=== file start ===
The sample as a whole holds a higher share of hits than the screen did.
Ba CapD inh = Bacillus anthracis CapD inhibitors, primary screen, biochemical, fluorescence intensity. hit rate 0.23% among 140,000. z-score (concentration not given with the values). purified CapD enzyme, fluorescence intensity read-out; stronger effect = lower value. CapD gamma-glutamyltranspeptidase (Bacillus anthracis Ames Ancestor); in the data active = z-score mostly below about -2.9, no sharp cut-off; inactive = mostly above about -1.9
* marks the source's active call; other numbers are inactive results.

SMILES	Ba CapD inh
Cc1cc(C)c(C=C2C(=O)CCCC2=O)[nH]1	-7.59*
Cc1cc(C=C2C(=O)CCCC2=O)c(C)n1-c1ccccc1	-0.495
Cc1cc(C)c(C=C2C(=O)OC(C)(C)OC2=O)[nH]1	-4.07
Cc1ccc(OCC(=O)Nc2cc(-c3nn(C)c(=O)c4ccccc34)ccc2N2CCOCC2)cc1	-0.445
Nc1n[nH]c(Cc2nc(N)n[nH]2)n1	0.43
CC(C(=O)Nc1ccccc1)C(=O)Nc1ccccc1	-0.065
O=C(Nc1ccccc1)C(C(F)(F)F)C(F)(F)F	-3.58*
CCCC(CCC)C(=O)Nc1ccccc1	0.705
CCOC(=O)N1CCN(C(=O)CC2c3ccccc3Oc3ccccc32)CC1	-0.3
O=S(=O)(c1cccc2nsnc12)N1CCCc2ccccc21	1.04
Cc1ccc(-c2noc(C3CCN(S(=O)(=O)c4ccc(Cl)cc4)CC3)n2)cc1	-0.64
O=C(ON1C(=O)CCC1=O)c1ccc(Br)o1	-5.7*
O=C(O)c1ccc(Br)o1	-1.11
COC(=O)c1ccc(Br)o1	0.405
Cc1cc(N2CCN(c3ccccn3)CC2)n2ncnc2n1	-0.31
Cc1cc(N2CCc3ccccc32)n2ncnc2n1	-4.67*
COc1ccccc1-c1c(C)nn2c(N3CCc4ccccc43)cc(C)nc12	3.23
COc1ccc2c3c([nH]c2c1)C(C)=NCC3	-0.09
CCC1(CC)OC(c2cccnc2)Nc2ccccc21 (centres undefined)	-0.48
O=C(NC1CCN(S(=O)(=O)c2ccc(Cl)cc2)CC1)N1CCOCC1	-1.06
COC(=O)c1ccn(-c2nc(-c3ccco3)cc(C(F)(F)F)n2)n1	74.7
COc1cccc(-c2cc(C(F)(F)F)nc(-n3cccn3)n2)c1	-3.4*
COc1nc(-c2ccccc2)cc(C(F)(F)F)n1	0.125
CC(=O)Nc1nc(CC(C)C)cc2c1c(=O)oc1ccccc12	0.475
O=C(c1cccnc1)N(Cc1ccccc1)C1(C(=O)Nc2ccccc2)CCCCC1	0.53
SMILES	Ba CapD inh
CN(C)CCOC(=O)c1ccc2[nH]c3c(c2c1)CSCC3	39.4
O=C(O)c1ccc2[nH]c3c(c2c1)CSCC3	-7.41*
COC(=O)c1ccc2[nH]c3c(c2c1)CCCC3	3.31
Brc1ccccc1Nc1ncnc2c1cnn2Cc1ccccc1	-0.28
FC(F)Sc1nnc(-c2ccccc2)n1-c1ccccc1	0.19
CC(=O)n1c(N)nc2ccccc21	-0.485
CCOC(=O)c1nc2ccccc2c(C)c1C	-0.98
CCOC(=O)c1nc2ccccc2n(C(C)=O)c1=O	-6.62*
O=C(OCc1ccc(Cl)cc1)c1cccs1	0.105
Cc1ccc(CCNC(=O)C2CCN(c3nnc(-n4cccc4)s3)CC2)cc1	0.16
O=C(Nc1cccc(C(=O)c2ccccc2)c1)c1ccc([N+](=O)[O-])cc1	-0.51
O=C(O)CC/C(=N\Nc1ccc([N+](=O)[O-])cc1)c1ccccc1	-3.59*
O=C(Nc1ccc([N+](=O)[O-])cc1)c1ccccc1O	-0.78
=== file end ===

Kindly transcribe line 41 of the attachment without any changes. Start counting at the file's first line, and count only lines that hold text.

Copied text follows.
O=C(Nc1cccc(C(=O)c2ccccc2)c1)c1ccc([N+](=O)[O-])cc1	-0.51